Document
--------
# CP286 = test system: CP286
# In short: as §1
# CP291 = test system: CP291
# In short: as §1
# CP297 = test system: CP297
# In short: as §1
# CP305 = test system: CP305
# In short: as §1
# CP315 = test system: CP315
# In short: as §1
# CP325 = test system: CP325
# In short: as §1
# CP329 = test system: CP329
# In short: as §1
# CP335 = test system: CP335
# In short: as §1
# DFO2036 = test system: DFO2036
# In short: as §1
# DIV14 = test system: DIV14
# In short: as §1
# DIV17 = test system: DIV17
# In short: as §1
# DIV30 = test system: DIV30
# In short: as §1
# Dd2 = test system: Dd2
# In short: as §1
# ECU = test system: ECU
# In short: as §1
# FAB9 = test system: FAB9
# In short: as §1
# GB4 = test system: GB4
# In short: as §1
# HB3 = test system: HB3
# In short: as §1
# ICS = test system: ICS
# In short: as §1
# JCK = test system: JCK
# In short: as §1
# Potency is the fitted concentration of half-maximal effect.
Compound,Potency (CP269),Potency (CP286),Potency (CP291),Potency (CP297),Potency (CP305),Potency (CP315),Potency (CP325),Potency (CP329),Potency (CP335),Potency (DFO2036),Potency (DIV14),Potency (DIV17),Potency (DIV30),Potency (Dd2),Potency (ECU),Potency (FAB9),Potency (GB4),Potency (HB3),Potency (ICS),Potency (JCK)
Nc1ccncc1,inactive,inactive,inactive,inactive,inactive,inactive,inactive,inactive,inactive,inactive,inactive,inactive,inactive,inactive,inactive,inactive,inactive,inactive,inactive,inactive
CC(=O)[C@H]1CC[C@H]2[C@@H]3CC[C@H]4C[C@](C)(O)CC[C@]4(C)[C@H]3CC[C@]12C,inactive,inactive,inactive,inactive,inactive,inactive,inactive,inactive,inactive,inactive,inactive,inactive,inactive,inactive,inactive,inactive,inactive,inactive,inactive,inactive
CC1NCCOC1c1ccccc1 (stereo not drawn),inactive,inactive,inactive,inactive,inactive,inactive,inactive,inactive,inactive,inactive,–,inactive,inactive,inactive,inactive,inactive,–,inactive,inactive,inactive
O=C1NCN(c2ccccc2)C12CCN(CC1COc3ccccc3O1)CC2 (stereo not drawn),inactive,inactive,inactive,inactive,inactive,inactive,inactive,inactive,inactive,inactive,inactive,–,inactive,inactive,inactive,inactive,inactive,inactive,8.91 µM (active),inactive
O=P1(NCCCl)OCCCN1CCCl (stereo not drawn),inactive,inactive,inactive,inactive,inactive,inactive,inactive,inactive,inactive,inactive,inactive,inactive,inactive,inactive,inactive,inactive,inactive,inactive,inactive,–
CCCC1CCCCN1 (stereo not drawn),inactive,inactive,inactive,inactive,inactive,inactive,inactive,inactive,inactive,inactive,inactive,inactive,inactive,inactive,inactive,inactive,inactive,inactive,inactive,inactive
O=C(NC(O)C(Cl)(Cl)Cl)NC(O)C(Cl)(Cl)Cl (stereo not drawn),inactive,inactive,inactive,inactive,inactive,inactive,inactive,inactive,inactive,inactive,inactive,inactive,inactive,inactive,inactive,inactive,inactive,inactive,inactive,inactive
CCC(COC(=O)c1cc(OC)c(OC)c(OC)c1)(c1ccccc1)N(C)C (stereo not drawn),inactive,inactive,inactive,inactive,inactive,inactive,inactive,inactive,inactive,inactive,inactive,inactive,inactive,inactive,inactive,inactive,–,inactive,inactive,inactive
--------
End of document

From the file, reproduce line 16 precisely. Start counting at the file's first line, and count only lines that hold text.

# In short: as §1